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09 February 2023

CASCADE INQUIRY launched with an evening imagining hopeful climate futures

King’s researchers, artists, students, and the wider community gathered in The Exchange, Bush House to explore the power of imagination and collective action in combatting climate change.

5 panellists in front of yellow-orange lighting and audience with a screen showing "Cascade Inquiry"
Panellists and audience in conversation. From left to right: Emily Kasriel, Frans Berkhout, Suzanne Hall, Mark Pelling and Anab Jain.

Last night, members from across the King’s community, including academics from the social sciences, public policy and sustainable technologies, as well as students, artists and activists attended the launch of CASCADE INQUIRY, the ambitious new initiative from Superflux imagining future worlds where positive climate action has been taken.

CASCADE INQUIRY is a reminder that other worlds are possible.

Anab Jain, co-founder and director of Superflux
Audience member listening to the discussion.
Audience member listening to the discussion.

With the support of King’s Culture, Superflux has been artist-in-residence at the Inigo Rooms since Autumn 2022, engaging with King’s climate researchers across fields; mapping entanglements between climate and war, wildfires, policy, economy, philosophy, strategy, literature and neuroscience.

To mark the public launch of the project - which will continue to foster collaboration between experts at King’s and the wider community, as well as build on Superflux’s distinctive speculative and experiential design approach - the evening saw interactive discussions surface questions, insights and possibilities from across the audience, capturing a variety of experiences and perspectives.

‘It has been a struggle to get our imaginations to affect any kinds of policy’ said Anab Jain, co-founder and director of Superflux, in an opening presentation, inviting the room to think about the powerful potential for individual agency and collective action in translating future uncertainty into positive present-day choices.

Following a presentation, a generative discussion led by Emily Kasriel, Head of Special Projects at the BBC World Service and Deep Listening pioneer, explored the opportunities ahead for positive collective action in affecting impactful change.

We know that, historically, great authors, playwrights, poets and painters have given us compelling visions of the future. Today, artists and cultural practitioners again have a critical role to play in envisioning desired futures in a safe climate. And we should be supporting them as they help us see our ways forward.

Frans Berkhout, Assistant Principal (King's Climate & Sustainability)

The wide-ranging discussion across the evening covered topics including dismantling colonial attitudes to imagining climate-positive futures, the different ways society might approach bringing young people’s voices and imaginations into the process of collective action, the power of collective remembrance, and the challenges surrounding affecting policy change. Mark Pelling, Professor of Risk and Disaster Reduction, University College London, asked the room ‘Who owns the right to speak about the future, to imagine the future? Who translates that into policy? ...There is work to be done on staking a claim on the future’.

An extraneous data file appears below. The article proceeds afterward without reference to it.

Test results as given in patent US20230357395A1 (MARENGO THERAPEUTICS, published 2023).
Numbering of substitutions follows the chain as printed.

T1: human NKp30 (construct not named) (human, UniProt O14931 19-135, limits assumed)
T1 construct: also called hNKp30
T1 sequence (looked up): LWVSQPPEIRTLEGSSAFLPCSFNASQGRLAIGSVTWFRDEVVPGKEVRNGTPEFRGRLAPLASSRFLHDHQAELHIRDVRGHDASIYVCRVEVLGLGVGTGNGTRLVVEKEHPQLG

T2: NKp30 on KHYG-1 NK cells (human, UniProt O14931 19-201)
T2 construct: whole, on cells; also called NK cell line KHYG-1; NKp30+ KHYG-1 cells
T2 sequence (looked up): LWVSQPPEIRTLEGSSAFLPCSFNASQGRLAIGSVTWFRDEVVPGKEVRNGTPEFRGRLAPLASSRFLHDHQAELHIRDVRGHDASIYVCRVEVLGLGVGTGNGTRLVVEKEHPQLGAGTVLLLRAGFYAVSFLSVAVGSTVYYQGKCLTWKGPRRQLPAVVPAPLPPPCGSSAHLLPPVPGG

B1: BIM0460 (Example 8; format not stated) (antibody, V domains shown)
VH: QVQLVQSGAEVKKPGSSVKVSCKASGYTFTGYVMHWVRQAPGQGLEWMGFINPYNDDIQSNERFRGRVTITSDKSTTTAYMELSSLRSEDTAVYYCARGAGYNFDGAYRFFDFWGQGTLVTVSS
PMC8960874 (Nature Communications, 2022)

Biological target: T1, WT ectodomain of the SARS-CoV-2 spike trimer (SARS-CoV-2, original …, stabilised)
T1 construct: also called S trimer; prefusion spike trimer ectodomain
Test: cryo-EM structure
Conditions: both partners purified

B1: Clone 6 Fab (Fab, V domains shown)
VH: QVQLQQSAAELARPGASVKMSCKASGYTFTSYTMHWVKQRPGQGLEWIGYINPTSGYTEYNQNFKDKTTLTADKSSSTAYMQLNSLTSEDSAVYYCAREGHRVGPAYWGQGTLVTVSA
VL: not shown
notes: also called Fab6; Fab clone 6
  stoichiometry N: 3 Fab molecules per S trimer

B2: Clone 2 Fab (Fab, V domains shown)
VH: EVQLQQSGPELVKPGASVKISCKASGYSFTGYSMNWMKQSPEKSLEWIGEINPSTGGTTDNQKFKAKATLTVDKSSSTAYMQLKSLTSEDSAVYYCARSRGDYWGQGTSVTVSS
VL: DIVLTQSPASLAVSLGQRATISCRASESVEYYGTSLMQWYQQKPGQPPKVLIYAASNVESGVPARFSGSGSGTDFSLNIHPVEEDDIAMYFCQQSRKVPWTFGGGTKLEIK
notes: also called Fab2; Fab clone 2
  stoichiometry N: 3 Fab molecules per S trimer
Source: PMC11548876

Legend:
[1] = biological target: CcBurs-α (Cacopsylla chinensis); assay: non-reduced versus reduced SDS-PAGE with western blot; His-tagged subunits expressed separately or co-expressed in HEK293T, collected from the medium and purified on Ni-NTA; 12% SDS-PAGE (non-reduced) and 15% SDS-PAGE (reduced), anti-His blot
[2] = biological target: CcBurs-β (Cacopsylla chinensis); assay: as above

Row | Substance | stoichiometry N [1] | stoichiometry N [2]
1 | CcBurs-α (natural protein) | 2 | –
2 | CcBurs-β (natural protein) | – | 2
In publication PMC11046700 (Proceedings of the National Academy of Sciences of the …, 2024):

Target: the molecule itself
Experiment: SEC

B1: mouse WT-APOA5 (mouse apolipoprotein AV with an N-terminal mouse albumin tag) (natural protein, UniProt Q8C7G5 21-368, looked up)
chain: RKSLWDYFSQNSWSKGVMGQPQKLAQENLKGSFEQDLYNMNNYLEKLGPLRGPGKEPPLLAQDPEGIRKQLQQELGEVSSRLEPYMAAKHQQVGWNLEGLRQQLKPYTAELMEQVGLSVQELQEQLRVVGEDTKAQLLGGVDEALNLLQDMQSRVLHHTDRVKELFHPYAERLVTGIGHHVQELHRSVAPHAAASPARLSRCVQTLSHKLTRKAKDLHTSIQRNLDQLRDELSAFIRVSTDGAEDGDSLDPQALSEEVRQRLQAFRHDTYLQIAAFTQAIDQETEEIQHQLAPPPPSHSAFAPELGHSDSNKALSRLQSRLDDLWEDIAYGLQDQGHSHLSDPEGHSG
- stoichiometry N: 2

Panellists in conversation: Suzanne Hall speaking with Frans Berkhout.
Panellists in conversation: Suzanne Hall speaking with Frans Berkhout.

Data shouldn’t go by the way of imagination and storytelling… visual methods, participatory research, ensuring people’s lived experience is in the room when you are making the case for change.

Suzanne Hall, Qualitative Researcher and Director of Engagement at the Policy Institute, King’s College London

The CASCADE INQUIRY conversation also explored the ways art and storytelling can be used to empower individuals and promote agency, as well as help communities envisage their desired climate-positive future by shifting the focus from issue-based to action-based storytelling. 

The blending of collective action and creativity is increasingly understood as vital to our successful response to the climate emergency. King’s Culture has been proud to facilitate the important, ambitious and at times knotty conversations between Superflux’s extraordinary design and worldbuilding skills and our sector-leading scientific experts and policymakers. Through research and culture collaborations, we are growing a movement that forms a vital part of the university’s sustainability strategy to develop fairer, more positive climate futures.

Beatrice Pembroke, Executive Director of King’s Culture

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In this story

Frans Berkhout

Assistant Principal (King’s Climate & Sustainability)

Suzanne Hall

Director of Engagement

Emily Kasriel

Visiting Senior Research Fellow

Mark Pelling

Visiting Professor

Beatrice Pembroke

Executive Director, Culture